July 1999

‘Y2K ready’: 6 months to go, ORNL fixes, tests, verifies

Y2K effects won’t be restricted to January 1.
It’s July. Y2K is only six months away. First, let’s clear away a common misconception. “Millennium bug” havoc will not be restricted to Jan. 1, 2000. Vulnerable systems may go haywire for a period of months before and after New Year’s Day, says SAIC’s Jim Edwards, who addressed a Web Week audience on the subject last month.

Already, for instance, a major food company has mistakenly thrown out millions of dollars worth of perfectly fine food because its computer system thought the 00 expiration date meant the food was 99 years old.

Overall, Edwards had statistics that put the United States in pretty good shape Y2K-wise, with 92 percent of federal mission-critical systems in compliance. On the other hand, some western European countries and Russia are in for major disruptions when noncompliant systems hit the dreaded double-zero.

Edwards cited an Italian Y2K expert who fatalistically reports that only two percent of Italians have even heard of Y2K. “We are going to be crucified,” says the expert.

Ciao, baby. So how’s ORNL measuring up?

“With mission-critical systems—things that absolutely have to work—we’ve determined what needed to be fixed, fixed them, tested them and verified through an independent contractor that what we’ve done is correct,” says John Glowienka, who has been the Lab’s point person on Y2K.

“The Lab has roughly 1000 systems that have some Y2K impact, but only two of those are mission essential,” he says. “About 40 percent of those 1000 are Y2K compliant: they’ve been tested. The other 600 are declared Y2K ready, meaning there is some known Y2K vulnerability. However, for reasons determined by the line organizaton, they won’t be subjected to rigorous testing.”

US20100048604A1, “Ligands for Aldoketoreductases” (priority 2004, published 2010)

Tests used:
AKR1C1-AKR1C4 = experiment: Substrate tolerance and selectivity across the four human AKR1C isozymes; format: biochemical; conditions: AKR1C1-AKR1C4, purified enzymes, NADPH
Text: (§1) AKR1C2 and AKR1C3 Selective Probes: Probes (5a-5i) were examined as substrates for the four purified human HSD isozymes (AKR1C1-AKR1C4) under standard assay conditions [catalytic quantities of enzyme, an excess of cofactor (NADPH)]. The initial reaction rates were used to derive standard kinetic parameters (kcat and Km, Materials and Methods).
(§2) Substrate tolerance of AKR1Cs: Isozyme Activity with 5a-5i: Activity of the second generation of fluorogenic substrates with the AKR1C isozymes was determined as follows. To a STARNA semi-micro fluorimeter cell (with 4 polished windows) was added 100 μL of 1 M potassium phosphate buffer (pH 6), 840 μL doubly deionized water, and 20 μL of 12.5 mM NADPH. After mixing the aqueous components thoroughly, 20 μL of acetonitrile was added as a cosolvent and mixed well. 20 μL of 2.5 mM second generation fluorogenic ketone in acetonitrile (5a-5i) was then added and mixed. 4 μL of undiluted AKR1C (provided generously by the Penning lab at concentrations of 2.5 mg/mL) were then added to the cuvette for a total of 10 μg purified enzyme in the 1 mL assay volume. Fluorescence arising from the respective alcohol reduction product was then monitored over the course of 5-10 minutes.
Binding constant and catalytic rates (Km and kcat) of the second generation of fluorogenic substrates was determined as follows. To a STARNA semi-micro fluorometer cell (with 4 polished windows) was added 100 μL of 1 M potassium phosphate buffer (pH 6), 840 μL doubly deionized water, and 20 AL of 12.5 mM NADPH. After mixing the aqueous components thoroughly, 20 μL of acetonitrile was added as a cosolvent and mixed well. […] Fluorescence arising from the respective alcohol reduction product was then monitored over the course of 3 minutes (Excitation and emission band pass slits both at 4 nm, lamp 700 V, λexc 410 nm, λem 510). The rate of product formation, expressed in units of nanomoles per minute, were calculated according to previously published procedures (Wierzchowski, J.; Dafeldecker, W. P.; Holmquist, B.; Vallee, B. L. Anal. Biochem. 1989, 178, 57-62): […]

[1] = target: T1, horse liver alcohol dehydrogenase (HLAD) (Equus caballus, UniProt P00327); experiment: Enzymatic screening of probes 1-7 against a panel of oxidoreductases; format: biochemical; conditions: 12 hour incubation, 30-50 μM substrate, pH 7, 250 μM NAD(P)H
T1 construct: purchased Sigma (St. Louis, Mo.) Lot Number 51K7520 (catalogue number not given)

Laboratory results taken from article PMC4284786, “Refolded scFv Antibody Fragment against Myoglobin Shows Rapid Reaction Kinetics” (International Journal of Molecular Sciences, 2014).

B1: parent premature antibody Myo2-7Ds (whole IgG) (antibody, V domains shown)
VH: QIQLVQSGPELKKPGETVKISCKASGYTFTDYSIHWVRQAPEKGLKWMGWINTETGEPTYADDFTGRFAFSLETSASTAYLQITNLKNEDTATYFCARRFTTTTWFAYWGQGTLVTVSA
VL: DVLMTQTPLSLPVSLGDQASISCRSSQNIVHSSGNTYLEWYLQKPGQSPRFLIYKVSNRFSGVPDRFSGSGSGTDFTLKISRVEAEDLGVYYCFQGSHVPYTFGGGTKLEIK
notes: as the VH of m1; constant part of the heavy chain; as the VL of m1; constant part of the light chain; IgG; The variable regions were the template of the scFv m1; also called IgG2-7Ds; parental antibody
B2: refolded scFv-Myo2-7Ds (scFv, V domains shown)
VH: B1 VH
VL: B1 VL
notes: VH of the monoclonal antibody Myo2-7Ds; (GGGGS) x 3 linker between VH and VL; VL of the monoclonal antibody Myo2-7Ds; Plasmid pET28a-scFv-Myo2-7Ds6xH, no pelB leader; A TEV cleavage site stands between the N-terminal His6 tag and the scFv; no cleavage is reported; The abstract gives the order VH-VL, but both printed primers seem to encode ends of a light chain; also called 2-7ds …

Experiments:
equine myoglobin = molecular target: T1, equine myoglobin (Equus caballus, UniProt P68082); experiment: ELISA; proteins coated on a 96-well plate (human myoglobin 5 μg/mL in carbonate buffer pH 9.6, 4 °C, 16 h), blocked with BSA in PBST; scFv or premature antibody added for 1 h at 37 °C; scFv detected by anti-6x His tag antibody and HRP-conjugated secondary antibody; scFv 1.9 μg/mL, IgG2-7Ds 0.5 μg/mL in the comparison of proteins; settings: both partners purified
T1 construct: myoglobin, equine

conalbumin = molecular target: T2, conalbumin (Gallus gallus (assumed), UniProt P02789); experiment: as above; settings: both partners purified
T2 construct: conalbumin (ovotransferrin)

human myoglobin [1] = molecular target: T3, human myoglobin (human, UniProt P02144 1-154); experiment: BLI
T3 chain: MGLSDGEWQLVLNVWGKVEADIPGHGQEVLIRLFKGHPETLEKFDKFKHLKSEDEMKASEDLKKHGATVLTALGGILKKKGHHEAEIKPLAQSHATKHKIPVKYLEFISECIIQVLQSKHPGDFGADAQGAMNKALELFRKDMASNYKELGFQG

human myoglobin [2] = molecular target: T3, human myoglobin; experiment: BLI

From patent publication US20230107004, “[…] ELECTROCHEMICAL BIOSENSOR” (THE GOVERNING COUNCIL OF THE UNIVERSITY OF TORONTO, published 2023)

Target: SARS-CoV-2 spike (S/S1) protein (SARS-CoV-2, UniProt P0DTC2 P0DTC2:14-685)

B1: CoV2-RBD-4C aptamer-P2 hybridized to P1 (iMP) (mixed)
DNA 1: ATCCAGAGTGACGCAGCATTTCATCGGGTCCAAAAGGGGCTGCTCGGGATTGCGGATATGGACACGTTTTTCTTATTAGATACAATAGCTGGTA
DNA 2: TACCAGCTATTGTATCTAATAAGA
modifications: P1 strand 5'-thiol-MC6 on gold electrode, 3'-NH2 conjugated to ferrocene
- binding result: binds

He explained that some system vendors advise against manipulating their systems for tests. It could void the warranty, violate a license or lock out its users. In such a case, system managers and owners need to understand what failures might occur and have a contingency plan.

For some systems, that plan could be as simple as turning a computer off, turning it back on and resetting the clock. For instance, the climate control system at the High-Temperature Materials Laboratory is run on a very Y2K-unready, vintage 1985 computer system. “But if you turn the clock back 28 years you get same day of week and date, and it’s happy as a clam,” Glowienka says.

Meanwhile, the mission-critical systems are being rigorously tested. “We’re still doing end-to-end testing on one of them because it interfaces with the outside world—putting it through its paces just to make sure everything’s fine. The next step is understanding how we’re going to walk through the millennium change—business continuity planning. Planning for the actual transition is basically deciding what you have to do to be ready, if anything, and to get organized to make sure it’s business as usual on January third or fourth.”

Implementation of the transition planning for Y2K will start December 17. “Between now and then, I’ll be asking managers to think how they need to prepare themselves for the change. For example, in the case of data systems, do I back it up, turn it off, or don’t I?” Glowienka says.

“Transition planning will be in the context of a worst-case scenario for the January 2000 transition. Here it is: Electric power is available because the Tennessee Valley Authority is in good Y2K shape. But the planning scenario dictates that TVA will be asked to divert power to the national grid to help power companies that have encountered problems. The reduction of power available locally causes a brownout. ORNL is being asked to plan to decrease its power usage from its normal 25 megawatts to 10 megawatts.

“Historical data for the holiday periods indicate that we should be able to meet the brownout levels.”

That’s hypothetical, or course, but it could happen. The Lab cannot isolate itself from outside effects, particularly if it’s dealing with small and medium-sized businesses, which are said to be more prone to Y2K problems.

ORNL Procurement, in fact, is looking at vendors who provide essential supplies. Supply disruptions of scientific staples such as mouse chow and liquid nitrogen, for instance, could have devastating impacts on valuable research. Many companies are cracking down on noncompliant suppliers for similar reasons.

“We’re given a high standard to work to, but with good preparation and planning there are no real reasons to spend money needlessly or panic,” Glowienka says. “January 1 could present one heckuva challenge for our systems—some real, some imagined. We will have the opportunity to see how everything we’ve done—or have not done—works out.”—B.C.


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